I read with great interest Bill Stall's article (Opinion, Aug. 3), "Owens Valley and the DWP--It's Still 'Them and Us.' " I found the article to be both interesting and disheartening. Interesting, in that the article addressed the many growing concerns of the Owens Valley and the rather subjective perspective of the impact the DWP has had on the area.
However, I was particularly concerned with Stall's overall limited perspective to a highly complicated situation. I find it unfortunate that the issue of "stolen" water continually seems to be referenced whenever the issue of the DWP and the Owens Valley are discussed. I'm aware that there are both sides to a story, and, unfortunately, a negative perspective is often times portrayed with respect to the DWP. Specifically, Stall complains that the DWP should become more involved in the eastern Sierra's social, educational, economic and cultural life through a variety of truly cooperative projects.
I would like to share an aspect of the DWP's involvement in the Owens Valley not mentioned in Stall's perspective. Approximately a year ago, the DWP requested that the Los Angeles Police Department develop a program to train their managers and supervisors to recognize drug impairment in the workplace. As an employee of the LAPD, I was given the responsibility for initially developing and presenting the program.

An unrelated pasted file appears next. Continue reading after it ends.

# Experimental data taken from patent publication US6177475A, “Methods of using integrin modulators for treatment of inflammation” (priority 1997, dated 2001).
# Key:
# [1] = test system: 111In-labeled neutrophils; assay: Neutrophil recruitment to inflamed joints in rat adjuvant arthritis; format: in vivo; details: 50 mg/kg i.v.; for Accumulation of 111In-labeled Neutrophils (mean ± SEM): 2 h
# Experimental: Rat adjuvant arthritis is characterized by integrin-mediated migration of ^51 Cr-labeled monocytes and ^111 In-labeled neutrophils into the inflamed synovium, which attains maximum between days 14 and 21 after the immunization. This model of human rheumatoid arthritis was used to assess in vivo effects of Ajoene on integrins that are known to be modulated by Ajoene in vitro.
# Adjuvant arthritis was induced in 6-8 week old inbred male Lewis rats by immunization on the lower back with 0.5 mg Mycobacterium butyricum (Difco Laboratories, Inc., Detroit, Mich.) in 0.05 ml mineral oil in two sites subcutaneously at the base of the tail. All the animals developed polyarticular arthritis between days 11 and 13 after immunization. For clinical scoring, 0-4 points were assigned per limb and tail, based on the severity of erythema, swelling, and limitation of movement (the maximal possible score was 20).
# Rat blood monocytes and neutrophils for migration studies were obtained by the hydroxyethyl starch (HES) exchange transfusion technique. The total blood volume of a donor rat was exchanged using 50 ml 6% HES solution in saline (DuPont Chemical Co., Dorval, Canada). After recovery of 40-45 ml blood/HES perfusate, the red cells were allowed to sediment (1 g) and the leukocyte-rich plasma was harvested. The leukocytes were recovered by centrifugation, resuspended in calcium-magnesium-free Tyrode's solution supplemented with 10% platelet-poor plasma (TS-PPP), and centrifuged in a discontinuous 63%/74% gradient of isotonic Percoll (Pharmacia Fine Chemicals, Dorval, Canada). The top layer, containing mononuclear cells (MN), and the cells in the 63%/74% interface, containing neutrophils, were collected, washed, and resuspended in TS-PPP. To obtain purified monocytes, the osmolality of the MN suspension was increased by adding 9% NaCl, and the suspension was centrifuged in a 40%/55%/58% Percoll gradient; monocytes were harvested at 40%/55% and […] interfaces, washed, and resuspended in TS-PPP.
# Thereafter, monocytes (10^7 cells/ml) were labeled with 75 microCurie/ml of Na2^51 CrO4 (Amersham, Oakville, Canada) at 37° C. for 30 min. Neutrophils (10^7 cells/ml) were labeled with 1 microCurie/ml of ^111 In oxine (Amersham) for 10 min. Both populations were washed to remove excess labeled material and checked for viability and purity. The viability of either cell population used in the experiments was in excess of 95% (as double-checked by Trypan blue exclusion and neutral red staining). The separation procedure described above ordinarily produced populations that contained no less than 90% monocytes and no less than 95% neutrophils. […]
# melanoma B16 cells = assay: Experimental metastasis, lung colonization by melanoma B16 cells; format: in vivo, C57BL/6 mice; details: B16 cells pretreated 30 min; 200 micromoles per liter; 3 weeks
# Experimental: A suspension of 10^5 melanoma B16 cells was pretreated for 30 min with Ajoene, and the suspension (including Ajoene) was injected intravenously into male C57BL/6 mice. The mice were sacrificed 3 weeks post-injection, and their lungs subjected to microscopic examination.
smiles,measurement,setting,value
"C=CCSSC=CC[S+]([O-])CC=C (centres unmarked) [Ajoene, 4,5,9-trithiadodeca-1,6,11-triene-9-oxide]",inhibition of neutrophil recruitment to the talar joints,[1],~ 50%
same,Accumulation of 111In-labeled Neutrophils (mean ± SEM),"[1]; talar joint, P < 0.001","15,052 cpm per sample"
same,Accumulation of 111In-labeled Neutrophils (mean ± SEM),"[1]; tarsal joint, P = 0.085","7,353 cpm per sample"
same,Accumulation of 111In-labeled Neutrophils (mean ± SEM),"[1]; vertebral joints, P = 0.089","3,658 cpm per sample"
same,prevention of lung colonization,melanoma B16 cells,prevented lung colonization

Over the past year DWP personnel in both the southern areas as well as the Owens Valley have received the training. While in the Owens Valley DWP management requested that a special program be developed for the community. This was accomplished and a number of law enforcement personnel and community members in the Owens Valley were provided a comprehensive drug recognition program. This was at no expense to the community and was provided on several occasions.
The DWP is now seeking to develop a similar program for the schools in the Owens Valley area, primarily due to their care and concern for the community in which they live and work. I'm also aware that the DWP is involved in a number of ongoing community projects to assist and provide support to the Owens Valley.
You see, I believe the DWP is involved in the eastern Sierra's social, educational, economic and cultural life. I believe there is much to do in the area, and the accomplishment of these goals should begin with an atmosphere of cooperation rather than continual antagonism.
JERRY L. POWELL